Is America calling soccer "soccer" arrogant?

From another message board:

(PS: Points for the Clue ref.)

I have to say, it does strike me as odd that this is the only country that seems to have a different word for this particular sport. I’m not sure I’d go as far as the second commenter, tho’.

Thoughts, everyone?

“Soccer” comes from the game’s proper name, association football, according to this page (and others). The author says that the name “soccer” is actually British, and that the term is also used - maybe just some of the time - in Australia and Canada.

Basically, this sounds like one of those cases where people want to make up an excuse to call Americans arrogant and stupid, and they’ve latched on to a completely stupid example. If Moore is right, it says more about the complaining commentators than it does about Americans.

But why is American football called “football”? They use their feet only for running and the occasional kick.

I honestly wouldn’t know what to call it if I didn’t call it “soccer.” I reckon I could say “futbol” or “football”, but that would lead to countless cries of, “Wait, which one?!?” each and every day.

This is just an two guys who are themselves arogant, looking for a reason to call Americans arrogant. Woo!

If it’s arrogant for Americans to say “soccer,” then it’s also arrogant for the British to say “lift” instead of “elevator.”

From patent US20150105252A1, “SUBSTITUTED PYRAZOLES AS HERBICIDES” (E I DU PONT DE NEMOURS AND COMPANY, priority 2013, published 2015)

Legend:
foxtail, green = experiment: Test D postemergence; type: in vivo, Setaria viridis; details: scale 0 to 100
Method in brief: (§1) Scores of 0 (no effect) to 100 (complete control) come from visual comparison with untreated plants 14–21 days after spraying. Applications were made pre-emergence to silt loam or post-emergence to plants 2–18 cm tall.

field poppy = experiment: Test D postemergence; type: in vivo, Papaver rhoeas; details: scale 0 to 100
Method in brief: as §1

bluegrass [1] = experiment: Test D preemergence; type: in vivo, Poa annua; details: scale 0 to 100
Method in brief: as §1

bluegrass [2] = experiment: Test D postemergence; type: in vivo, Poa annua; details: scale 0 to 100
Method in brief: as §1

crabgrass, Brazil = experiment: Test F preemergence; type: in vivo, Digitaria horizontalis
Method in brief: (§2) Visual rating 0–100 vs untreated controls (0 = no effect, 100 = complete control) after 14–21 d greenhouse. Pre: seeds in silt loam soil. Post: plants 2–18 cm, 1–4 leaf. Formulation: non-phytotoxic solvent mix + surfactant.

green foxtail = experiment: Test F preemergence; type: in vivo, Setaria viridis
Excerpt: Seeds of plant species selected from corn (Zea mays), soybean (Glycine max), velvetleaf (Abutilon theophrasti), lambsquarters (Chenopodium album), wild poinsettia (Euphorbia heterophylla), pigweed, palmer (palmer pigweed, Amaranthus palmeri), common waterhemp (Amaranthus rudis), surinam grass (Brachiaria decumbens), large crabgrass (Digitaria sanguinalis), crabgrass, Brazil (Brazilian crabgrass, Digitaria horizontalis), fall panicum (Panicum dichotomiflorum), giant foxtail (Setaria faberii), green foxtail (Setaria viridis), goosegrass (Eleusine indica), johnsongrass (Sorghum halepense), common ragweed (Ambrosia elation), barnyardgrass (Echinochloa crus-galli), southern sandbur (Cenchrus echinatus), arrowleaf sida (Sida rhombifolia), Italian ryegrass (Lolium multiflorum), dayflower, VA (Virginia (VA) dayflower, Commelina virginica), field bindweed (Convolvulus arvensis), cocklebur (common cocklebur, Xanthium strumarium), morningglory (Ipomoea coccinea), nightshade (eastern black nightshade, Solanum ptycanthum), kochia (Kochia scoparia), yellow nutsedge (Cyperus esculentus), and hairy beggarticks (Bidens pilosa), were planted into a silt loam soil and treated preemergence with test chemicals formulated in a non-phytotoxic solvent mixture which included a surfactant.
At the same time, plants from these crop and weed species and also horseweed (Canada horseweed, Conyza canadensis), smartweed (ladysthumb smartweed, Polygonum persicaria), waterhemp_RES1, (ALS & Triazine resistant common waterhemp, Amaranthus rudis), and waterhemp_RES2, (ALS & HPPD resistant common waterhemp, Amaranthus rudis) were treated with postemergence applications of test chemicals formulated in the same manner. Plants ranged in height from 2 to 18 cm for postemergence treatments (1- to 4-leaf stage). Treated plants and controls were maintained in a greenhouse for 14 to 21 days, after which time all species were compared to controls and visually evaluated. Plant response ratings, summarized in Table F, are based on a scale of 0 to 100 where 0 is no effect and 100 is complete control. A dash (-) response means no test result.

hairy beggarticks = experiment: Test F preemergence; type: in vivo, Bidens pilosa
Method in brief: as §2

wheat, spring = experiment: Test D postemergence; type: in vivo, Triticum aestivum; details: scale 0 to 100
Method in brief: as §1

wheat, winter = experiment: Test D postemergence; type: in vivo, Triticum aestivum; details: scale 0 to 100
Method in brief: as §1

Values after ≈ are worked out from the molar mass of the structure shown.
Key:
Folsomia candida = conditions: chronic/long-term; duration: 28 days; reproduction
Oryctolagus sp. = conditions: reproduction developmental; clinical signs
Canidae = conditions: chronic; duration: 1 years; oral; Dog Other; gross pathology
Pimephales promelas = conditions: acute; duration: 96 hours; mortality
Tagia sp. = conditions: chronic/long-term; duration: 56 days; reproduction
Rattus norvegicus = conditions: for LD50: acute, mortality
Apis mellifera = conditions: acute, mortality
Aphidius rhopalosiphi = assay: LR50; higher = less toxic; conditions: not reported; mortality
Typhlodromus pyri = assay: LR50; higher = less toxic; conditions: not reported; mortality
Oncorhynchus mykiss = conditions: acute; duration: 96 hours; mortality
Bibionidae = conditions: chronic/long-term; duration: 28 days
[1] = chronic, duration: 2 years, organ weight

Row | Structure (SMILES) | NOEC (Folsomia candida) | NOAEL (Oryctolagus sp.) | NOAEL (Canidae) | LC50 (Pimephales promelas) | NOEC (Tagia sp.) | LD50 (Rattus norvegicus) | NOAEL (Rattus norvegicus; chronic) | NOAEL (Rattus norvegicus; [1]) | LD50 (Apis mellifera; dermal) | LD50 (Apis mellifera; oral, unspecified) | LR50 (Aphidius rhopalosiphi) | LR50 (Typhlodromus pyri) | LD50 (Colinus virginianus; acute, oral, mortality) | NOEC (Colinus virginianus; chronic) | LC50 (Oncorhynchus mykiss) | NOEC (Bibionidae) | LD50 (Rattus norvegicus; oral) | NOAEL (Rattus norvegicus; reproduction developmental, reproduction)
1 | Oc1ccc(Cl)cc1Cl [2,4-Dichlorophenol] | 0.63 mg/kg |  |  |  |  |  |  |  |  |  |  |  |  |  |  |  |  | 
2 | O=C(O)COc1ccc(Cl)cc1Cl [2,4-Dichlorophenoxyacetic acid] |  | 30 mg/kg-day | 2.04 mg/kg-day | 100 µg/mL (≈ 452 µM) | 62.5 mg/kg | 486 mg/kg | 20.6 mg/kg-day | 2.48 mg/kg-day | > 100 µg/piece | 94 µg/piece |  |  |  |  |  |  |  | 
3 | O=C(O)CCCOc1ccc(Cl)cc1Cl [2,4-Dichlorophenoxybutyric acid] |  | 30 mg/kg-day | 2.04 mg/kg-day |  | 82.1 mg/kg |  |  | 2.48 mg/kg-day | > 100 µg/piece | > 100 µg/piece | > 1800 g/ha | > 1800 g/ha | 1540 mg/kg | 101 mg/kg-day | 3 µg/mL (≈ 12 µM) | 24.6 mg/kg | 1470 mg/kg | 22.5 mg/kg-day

“Soccer” and “Football” are just two different ways of referring to the SAME THING, which is a game where a ball is kicked into a goal. Jesus! Let’s get along!

See, this is why I’ve taken to calling it “European football.” Now, instead of it being some special case, it’s right alongside Aussie rules football, Gaelic football and American football.

Canadians generally call it “soccer”. I’ve known maybe two or three people that say “football” instead.

A cursory search on Wikipedia yielded no immediate answer. It seems to me that it just sorta happened over time, as the Americans, when making changes to the game that distinguished it from rugby, may not have had anything else to call it. It seems that the two types of “football” were then called rugger and soccer, which may have left the name “football” up for grabs, so to speak.

It’s historically been known as soccer in Australia. And in New Zealand too. Its supporters in Australia have made strong attempts in recent times to get Australians to call it football. I’m not sure how successful they’ve been.